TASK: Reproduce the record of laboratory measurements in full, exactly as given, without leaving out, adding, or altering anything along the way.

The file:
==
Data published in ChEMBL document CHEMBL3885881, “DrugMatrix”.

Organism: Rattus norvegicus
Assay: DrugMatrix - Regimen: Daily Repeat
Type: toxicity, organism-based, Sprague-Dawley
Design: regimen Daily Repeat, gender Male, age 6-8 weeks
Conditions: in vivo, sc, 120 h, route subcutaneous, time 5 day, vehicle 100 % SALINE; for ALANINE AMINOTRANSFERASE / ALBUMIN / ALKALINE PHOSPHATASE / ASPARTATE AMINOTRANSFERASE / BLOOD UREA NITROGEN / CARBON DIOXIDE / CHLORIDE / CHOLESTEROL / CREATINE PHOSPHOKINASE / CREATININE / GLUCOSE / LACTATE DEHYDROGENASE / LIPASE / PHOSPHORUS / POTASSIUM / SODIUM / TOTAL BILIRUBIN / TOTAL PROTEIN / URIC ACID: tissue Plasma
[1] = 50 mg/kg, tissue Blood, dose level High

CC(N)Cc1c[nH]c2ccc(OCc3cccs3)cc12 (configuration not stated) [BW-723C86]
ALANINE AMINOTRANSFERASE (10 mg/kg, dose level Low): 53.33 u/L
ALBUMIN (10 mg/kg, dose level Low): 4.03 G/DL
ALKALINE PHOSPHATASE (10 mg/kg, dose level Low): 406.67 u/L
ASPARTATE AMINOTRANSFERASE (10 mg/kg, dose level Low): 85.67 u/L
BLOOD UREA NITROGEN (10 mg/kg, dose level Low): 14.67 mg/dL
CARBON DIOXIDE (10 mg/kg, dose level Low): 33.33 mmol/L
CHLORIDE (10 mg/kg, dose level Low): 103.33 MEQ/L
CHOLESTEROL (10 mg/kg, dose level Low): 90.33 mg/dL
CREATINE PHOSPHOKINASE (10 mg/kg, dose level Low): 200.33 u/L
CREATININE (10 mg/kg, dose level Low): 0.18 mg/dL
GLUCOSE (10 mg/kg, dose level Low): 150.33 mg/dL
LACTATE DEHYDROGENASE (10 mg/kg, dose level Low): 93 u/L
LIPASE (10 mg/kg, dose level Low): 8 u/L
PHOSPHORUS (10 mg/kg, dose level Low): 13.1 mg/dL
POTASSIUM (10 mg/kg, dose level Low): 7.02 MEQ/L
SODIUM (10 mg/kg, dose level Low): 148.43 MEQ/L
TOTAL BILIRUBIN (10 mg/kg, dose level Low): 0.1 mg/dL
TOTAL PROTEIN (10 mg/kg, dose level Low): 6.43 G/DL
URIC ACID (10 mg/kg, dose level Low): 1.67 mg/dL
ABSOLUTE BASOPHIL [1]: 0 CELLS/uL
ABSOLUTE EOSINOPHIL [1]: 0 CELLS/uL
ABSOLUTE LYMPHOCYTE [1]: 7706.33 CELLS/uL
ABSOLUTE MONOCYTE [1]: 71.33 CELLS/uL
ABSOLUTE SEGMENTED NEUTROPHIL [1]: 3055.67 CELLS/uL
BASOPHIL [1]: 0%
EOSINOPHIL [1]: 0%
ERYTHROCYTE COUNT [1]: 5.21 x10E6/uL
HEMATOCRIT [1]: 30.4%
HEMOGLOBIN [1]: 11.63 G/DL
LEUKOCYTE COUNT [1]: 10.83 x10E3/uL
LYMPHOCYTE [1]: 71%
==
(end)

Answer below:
Data published in ChEMBL document CHEMBL3885881, “DrugMatrix”.

Organism: Rattus norvegicus
Assay: DrugMatrix - Regimen: Daily Repeat
Type: toxicity, organism-based, Sprague-Dawley
Design: regimen Daily Repeat, gender Male, age 6-8 weeks
Conditions: in vivo, sc, 120 h, route subcutaneous, time 5 day, vehicle 100 % SALINE; for ALANINE AMINOTRANSFERASE / ALBUMIN / ALKALINE PHOSPHATASE / ASPARTATE AMINOTRANSFERASE / BLOOD UREA NITROGEN / CARBON DIOXIDE / CHLORIDE / CHOLESTEROL / CREATINE PHOSPHOKINASE / CREATININE / GLUCOSE / LACTATE DEHYDROGENASE / LIPASE / PHOSPHORUS / POTASSIUM / SODIUM / TOTAL BILIRUBIN / TOTAL PROTEIN / URIC ACID: tissue Plasma
[1] = 50 mg/kg, tissue Blood, dose level High

CC(N)Cc1c[nH]c2ccc(OCc3cccs3)cc12 (configuration not stated) [BW-723C86]
ALANINE AMINOTRANSFERASE (10 mg/kg, dose level Low): 53.33 u/L
ALBUMIN (10 mg/kg, dose level Low): 4.03 G/DL
ALKALINE PHOSPHATASE (10 mg/kg, dose level Low): 406.67 u/L
ASPARTATE AMINOTRANSFERASE (10 mg/kg, dose level Low): 85.67 u/L
BLOOD UREA NITROGEN (10 mg/kg, dose level Low): 14.67 mg/dL
CARBON DIOXIDE (10 mg/kg, dose level Low): 33.33 mmol/L
CHLORIDE (10 mg/kg, dose level Low): 103.33 MEQ/L
CHOLESTEROL (10 mg/kg, dose level Low): 90.33 mg/dL
CREATINE PHOSPHOKINASE (10 mg/kg, dose level Low): 200.33 u/L
CREATININE (10 mg/kg, dose level Low): 0.18 mg/dL
GLUCOSE (10 mg/kg, dose level Low): 150.33 mg/dL
LACTATE DEHYDROGENASE (10 mg/kg, dose level Low): 93 u/L
LIPASE (10 mg/kg, dose level Low): 8 u/L
PHOSPHORUS (10 mg/kg, dose level Low): 13.1 mg/dL
POTASSIUM (10 mg/kg, dose level Low): 7.02 MEQ/L
SODIUM (10 mg/kg, dose level Low): 148.43 MEQ/L
TOTAL BILIRUBIN (10 mg/kg, dose level Low): 0.1 mg/dL
TOTAL PROTEIN (10 mg/kg, dose level Low): 6.43 G/DL
URIC ACID (10 mg/kg, dose level Low): 1.67 mg/dL
ABSOLUTE BASOPHIL [1]: 0 CELLS/uL
ABSOLUTE EOSINOPHIL [1]: 0 CELLS/uL
ABSOLUTE LYMPHOCYTE [1]: 7706.33 CELLS/uL
ABSOLUTE MONOCYTE [1]: 71.33 CELLS/uL
ABSOLUTE SEGMENTED NEUTROPHIL [1]: 3055.67 CELLS/uL
BASOPHIL [1]: 0%
EOSINOPHIL [1]: 0%
ERYTHROCYTE COUNT [1]: 5.21 x10E6/uL
HEMATOCRIT [1]: 30.4%
HEMOGLOBIN [1]: 11.63 G/DL
LEUKOCYTE COUNT [1]: 10.83 x10E3/uL
LYMPHOCYTE [1]: 71%